The #1 resource we need to accomplish our goals is staff time and expertise. In some cases—such as program planning—we already have a staff person who routinely performs the strategies outlined in our plan. In other situations, staff would need to perform new tasks, such as our marketing director who will now need to allocate some of her time to develop a marketing plan. Overall, where qualified staff are concerned, we are prepared to take on these strategies.

The board and staff feel confident that we can meet our resource needs.
IndicatorsHelpHow will the organization know if it is making progress? What are the key qualitative and quantitative indicators against which the organization assesses its progress toward its intended impact?

Often we access our progress through staff and board observation and reports, surveys, data collection, attendance/schedules, focus groups/feedback, financial reports, photographic evidence, and a variety of other means that gives us an informed evaluation of our strategy. Benchmarks for accomplishments further help us assess whether we're fulfilling our strategies and meeting our goals. 

ProgressHelpWhat has and hasn’t been accomplished so far?

Our Strategic Plan was approved in March 2017, and already we’re making progress toward the goals in our Strategic Plan. Partnerships we previously established, and new ones we're forging, are helping us provide top-notch, innovative literacy and literary arts programming. Also, we've successfully expanded our staff to meet needs, had some building repairs/preservation made by the city, and we've grown our programming--all in just a matter of months.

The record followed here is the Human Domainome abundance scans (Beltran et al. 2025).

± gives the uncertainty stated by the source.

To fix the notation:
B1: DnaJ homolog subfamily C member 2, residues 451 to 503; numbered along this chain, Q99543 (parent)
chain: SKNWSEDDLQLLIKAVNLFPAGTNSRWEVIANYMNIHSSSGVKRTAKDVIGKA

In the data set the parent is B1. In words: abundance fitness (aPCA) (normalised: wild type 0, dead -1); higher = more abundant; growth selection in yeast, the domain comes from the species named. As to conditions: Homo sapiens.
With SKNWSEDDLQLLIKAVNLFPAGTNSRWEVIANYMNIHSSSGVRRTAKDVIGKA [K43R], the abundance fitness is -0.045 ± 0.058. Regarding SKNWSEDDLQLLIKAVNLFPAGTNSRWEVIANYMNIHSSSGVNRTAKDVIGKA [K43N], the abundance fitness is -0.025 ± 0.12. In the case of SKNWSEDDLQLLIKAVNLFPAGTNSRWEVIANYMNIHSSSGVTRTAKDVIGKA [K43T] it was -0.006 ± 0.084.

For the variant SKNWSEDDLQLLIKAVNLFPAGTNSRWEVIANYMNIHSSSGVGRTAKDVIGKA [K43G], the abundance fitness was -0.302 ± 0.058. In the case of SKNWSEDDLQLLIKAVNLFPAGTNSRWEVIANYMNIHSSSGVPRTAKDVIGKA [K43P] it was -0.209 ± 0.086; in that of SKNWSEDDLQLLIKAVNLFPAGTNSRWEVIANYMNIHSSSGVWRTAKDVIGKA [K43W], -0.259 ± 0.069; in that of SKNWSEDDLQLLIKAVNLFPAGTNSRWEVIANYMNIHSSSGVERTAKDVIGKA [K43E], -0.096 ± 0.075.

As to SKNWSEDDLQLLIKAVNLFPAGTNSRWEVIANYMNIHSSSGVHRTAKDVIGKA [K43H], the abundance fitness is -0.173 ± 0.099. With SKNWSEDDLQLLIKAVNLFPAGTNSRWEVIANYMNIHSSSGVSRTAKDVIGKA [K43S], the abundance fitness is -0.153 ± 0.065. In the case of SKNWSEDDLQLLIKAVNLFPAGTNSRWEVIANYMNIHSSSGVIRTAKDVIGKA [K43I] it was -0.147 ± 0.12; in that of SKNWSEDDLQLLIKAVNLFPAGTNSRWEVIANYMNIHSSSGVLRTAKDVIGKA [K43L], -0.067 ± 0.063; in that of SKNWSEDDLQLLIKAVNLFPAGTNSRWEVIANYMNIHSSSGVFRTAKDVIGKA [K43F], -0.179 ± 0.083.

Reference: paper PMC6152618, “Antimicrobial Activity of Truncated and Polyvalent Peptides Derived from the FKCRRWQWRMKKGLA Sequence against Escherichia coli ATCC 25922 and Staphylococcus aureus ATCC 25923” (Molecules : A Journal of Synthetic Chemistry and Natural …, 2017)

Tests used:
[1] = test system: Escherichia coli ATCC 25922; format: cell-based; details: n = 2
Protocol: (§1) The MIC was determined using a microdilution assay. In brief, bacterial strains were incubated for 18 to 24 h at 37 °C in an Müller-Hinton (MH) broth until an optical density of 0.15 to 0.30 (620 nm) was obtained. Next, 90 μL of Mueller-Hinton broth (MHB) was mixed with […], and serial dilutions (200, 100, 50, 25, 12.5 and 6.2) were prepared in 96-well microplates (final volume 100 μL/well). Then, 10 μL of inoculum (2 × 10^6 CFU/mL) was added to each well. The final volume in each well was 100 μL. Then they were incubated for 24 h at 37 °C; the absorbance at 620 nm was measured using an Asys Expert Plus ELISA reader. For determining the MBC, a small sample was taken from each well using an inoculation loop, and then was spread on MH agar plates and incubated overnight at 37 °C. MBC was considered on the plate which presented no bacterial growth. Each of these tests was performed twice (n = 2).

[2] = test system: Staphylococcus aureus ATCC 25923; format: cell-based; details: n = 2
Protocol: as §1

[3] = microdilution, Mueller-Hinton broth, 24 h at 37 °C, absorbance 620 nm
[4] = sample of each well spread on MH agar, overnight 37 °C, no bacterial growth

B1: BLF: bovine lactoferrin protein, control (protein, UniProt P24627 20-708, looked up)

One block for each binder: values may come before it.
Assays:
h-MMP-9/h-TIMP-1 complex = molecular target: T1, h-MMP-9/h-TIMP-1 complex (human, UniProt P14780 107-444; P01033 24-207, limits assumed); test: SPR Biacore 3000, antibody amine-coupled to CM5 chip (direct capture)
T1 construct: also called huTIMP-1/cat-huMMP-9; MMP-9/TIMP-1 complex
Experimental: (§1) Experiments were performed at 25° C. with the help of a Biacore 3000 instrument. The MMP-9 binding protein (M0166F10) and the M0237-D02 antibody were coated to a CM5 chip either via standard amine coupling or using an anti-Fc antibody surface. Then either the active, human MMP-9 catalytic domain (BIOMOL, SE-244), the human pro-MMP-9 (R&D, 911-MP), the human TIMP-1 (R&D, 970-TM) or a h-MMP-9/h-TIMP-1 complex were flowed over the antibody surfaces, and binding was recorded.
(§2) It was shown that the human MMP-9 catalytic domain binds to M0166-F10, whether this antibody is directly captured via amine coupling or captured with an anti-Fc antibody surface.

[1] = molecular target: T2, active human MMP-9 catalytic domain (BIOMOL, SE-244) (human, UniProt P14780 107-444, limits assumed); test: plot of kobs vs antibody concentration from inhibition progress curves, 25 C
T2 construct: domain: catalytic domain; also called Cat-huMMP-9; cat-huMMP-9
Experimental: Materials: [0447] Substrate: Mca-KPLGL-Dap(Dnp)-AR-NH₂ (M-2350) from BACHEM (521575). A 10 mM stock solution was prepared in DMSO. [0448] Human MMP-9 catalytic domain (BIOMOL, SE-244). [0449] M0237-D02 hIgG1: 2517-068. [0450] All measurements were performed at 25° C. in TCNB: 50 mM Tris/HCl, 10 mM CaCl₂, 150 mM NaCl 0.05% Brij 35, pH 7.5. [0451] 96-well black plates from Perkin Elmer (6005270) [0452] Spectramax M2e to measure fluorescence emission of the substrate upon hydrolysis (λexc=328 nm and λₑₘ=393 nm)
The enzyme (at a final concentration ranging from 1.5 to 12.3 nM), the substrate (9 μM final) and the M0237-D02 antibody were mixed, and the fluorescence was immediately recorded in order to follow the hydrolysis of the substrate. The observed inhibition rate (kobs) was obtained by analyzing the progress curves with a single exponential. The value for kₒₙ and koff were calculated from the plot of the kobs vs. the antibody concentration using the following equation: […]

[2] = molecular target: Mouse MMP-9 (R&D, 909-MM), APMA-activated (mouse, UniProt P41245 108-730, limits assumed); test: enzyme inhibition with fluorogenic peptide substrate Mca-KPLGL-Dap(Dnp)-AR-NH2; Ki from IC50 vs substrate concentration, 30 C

As a result of all that we’re doing, we’re identifying new constituents, meeting the learning needs of more people, and making a broader community impact. Through this process, we’ve learned that we are doing much better at employing “best practices” than even we realized, and that with the small staff of the Carnegie Center, we can reach far through the help of volunteers and program partners.

We will revisit our progress during our biannual board retreats and during committee and board meetings as needed.
Board Chair
Board Chair Ross Ewing
Company Affiliation McBrayer, McGinnis, Leslie, & Kirkland
Term Sept 2017 to Sept 2019
Board Members
Ronda Beck University of KentuckyVoting
Eric Case EMC Legal, PLLCVoting
Cynthia Ellingsen AuthorVoting
Ross Ewing McBrayer, McGinnis, Leslie, & KirklandVoting
Karen Gauthier BCTCVoting
Linda Gorton Retired Councilwoman & retired nurseVoting
Lisa Higgins-Hord University of Kentucky Community EngagementVoting
Brian Hodge Admissions & Recruitment Officer at Midway CollegeVoting
Janet Holloway Women Leading KentuckyVoting